Saudi Aramco Review

Turki Al Faisal ... predicting more

Turki Al Faisal ... predicting more

Saudi needs to drill more

Saudi Arabia presents itself as a responsible producer sensitive to the needs of consumers

ACCORDING to Riyadh-based Jadwa Investment, one of the world’s most important knowledge bases on Saudi Arabia’s economy, by 2020 the breakeven price will reach $118 per barrel.

At this point, the Saudi Arabia Monetary Agency’s cash reserves will begin to drain rapidly and the breakeven price will soar to $175 a barrel by 2025 and to over $300 by 2030.

And this cuts to the heart of the dilemma: In order to balance its budget in the future, Saudi Arabia will need to either drill more barrels and sell them for lower prices or drill fewer barrels – actively reducing global supply – and sell each at a higher price.

This is the crux of the debate between Saudi Oil Minister Ali Al Naimi and Prince Turki Al Faisal, chairman of the King Faisal Center for Research and Islamic Studies. Both officials understand the centrality of oil revenues to the survival of the House of Saud, but they differ on how best to come up with the money.

Al Faisal believes that Saudi Arabia should grow its production capacity in sync with the growth of the global economy. But Al Naimi, the person who will actually be charged with meeting this goal, prefers to keep capacity as it is and, if needed, even let it slide.

“If history is our guide, Al Naimi’s way will prevail. Since 1980, as the world economy grew by leaps and bounds, oil prices more than quadrupled in real terms. Yet Saudi Arabia, which sits atop of one fifth of the world’s economically recoverable reserves, has barely increased its production capacity,” says an analyst.

Another potential explanation for Naimi’s reluctance to grow capacity is that he knows what Sadad Al Husseini, the former head of exploration at Saudi Aramco, allegedly told the US consul general in Riyadh in 2007.

According to a leaked cable published by WikiLeaks, Husseini said that Saudi Arabia may have overstated its oil reserves, meaning that production at current levels is unsustainable.

If Husseini’s claim is true, it means there is only one way for the kingdom to make ends meet: Keep prices high by stalling the development of new capacity while adjusting the production of oil downward to offset any growth in supply emanating from the American oil boom, analysts say.

It also means, contrary to popular belief, that the current rise in US domestic production will have minimal impact on global crude prices, and hence on the price one pays for gasoline at the pump.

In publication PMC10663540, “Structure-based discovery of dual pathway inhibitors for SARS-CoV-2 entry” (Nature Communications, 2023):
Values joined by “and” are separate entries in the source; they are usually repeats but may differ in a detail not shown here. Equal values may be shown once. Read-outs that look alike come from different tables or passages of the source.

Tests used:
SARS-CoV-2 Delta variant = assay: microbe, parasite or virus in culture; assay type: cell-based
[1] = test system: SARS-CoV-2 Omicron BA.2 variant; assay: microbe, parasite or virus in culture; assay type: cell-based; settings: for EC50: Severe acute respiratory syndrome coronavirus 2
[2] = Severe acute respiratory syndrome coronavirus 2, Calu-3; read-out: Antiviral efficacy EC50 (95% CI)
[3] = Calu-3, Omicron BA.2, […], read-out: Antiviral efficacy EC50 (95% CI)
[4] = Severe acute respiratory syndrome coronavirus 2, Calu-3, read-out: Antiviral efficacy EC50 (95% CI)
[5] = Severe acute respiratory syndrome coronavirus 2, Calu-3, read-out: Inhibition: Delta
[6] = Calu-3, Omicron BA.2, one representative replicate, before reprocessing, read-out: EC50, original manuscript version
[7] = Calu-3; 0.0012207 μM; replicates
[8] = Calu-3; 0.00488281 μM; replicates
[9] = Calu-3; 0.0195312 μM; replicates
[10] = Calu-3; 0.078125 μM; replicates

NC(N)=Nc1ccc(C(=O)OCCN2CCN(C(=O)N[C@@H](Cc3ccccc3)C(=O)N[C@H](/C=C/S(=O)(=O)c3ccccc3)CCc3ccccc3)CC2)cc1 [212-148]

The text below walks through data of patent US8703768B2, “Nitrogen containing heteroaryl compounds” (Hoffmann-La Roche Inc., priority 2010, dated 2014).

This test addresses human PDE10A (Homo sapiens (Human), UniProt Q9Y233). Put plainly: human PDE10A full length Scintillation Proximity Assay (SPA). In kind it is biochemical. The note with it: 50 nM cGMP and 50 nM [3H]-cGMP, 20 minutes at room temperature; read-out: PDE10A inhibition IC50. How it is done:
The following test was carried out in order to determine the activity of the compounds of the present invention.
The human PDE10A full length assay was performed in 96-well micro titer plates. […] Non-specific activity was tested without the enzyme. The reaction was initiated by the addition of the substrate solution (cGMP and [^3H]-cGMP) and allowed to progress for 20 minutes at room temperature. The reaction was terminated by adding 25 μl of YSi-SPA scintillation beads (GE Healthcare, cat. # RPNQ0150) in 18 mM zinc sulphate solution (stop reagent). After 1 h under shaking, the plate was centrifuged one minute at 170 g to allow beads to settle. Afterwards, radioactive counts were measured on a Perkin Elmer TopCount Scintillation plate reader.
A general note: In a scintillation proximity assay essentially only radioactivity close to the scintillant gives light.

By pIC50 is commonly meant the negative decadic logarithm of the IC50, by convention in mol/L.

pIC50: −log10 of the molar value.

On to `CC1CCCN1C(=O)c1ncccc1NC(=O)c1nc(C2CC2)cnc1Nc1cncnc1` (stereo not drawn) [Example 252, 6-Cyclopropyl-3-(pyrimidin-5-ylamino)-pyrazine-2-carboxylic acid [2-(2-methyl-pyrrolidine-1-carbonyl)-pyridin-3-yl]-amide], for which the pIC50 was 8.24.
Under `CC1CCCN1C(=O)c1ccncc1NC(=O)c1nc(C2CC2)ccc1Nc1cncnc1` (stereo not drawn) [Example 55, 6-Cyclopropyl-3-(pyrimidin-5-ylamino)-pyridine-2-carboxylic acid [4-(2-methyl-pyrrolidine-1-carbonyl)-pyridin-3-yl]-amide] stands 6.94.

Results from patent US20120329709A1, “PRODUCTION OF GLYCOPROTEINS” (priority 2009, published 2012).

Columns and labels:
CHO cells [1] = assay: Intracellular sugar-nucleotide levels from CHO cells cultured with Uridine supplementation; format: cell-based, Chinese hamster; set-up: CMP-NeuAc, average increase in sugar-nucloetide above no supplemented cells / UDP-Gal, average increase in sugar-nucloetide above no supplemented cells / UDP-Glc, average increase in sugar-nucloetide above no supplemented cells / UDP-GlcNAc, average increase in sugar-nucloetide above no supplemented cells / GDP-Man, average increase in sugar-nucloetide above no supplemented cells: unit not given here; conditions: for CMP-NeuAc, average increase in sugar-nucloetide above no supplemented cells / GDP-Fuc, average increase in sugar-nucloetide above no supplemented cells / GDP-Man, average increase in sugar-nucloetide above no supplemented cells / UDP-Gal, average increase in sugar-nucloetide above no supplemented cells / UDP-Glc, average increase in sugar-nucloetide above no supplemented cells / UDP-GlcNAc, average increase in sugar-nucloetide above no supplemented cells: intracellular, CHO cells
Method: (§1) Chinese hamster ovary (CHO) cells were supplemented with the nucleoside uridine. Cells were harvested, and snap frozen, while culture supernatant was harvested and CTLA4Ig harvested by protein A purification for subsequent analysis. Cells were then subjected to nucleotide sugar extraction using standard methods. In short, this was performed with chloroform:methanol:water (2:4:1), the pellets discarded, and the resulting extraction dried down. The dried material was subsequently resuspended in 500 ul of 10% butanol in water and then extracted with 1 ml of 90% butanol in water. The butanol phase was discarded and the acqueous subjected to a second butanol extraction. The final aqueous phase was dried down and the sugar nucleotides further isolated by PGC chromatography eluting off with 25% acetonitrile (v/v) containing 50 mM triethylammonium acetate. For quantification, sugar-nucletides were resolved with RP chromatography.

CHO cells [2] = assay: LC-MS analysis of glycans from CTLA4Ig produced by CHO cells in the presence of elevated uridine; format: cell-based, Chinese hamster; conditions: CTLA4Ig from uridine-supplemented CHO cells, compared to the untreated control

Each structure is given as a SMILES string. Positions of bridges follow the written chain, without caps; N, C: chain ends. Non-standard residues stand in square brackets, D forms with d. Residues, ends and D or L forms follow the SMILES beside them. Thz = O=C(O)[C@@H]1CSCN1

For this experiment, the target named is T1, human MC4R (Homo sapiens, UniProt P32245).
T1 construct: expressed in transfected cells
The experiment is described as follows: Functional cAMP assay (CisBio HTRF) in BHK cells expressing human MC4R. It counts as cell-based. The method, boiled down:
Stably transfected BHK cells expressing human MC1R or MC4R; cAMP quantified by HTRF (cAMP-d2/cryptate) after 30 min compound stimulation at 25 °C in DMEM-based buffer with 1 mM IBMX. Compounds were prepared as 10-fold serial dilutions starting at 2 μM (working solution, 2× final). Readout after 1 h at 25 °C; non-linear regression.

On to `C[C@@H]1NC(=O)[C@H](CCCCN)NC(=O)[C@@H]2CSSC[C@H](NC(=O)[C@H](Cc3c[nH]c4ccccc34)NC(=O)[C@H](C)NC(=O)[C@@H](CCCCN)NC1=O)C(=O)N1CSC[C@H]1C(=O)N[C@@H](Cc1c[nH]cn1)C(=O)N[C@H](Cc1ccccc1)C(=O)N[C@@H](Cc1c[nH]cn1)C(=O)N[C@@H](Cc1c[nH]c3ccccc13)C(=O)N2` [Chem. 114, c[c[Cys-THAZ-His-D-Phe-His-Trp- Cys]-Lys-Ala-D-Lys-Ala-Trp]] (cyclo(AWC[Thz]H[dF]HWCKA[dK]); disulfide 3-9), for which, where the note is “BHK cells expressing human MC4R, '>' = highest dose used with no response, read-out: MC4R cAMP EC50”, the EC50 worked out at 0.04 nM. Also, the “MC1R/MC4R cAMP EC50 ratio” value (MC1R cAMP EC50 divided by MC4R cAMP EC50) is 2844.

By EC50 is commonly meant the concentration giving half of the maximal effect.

Oil is a fungible commodity and its prices are determined in the global market. If the US drills more, Saudi Arabia will simply drill less, keeping the supply/demand relationship tight and prices high.

The Faisal-Naimi dispute is not an academic one but one with potentially serious implications for the future of the world economy.

Whether or not Saudi Arabia likes it – and it almost certainly does not – the global energy market is about to get more competitive. In a competitive market, oil should be supplied by all producers roughly in accordance with their geological reserves and marginal costs.

There is something profoundly wrong when the US, which sits atop barely two per cent of global conventional oil reserves, produces more barrels per day than Saudi Arabia, a country with reserves ten times bigger.

Saudi Arabia presents itself as a responsible producer sensitive to the needs of consuming countries. These needs are surely growing. It would only be appropriate for the kingdom to grow its capacity in kind by making additional investments. Should Saudi Arabia decide not to do so, the US should use its vast reserves of cheap natural gas as a trump card.

Once cars and trucks sold in the US are capable of running on fuels made from natural gas and its products – whether compressed natural gas itself, liquid fuels such as methanol, or natural-gas derived electricity – the price of transportation fuel will be determined by free and diversified commodity markets, not decisions made in Riyadh.

A system in which oil consumers are forced to pay a rising “reasonable price” per barrel in order to fund Saudi Arabia’s ever-growing fiscal obligations is unsustainable, especially in a time when most cash-strapped countries are looking for ways to reduce their own fiscal obligations.

As the world moves gradually toward more reasonably priced methods of powering vehicles, the kingdom would do well to drill into the brains of its people – and that includes women – as vigorously as it drills into the ground.

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